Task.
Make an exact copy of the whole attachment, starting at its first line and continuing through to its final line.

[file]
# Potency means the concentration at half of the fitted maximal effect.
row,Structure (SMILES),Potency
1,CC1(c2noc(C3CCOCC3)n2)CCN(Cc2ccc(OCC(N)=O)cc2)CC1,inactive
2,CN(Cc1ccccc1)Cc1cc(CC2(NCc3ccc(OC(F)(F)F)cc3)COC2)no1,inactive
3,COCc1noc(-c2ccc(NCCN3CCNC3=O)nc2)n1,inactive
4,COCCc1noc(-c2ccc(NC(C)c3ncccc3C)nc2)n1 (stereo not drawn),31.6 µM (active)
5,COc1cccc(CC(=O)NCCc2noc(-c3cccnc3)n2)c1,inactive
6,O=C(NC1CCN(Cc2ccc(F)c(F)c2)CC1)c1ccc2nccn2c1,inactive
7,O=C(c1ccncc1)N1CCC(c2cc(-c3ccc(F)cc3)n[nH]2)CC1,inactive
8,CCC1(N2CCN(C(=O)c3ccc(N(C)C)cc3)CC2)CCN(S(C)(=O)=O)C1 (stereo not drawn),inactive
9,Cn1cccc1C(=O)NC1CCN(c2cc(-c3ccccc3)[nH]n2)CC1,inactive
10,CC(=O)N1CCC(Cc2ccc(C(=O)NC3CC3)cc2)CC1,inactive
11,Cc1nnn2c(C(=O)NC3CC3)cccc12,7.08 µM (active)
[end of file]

# Potency means the concentration at half of the fitted maximal effect.
row,Structure (SMILES),Potency
1,CC1(c2noc(C3CCOCC3)n2)CCN(Cc2ccc(OCC(N)=O)cc2)CC1,inactive
2,CN(Cc1ccccc1)Cc1cc(CC2(NCc3ccc(OC(F)(F)F)cc3)COC2)no1,inactive
3,COCc1noc(-c2ccc(NCCN3CCNC3=O)nc2)n1,inactive
4,COCCc1noc(-c2ccc(NC(C)c3ncccc3C)nc2)n1 (stereo not drawn),31.6 µM (active)
5,COc1cccc(CC(=O)NCCc2noc(-c3cccnc3)n2)c1,inactive
6,O=C(NC1CCN(Cc2ccc(F)c(F)c2)CC1)c1ccc2nccn2c1,inactive
7,O=C(c1ccncc1)N1CCC(c2cc(-c3ccc(F)cc3)n[nH]2)CC1,inactive
8,CCC1(N2CCN(C(=O)c3ccc(N(C)C)cc3)CC2)CCN(S(C)(=O)=O)C1 (stereo not drawn),inactive
9,Cn1cccc1C(=O)NC1CCN(c2cc(-c3ccccc3)[nH]n2)CC1,inactive
10,CC(=O)N1CCC(Cc2ccc(C(=O)NC3CC3)cc2)CC1,inactive
11,Cc1nnn2c(C(=O)NC3CC3)cccc12,7.08 µM (active)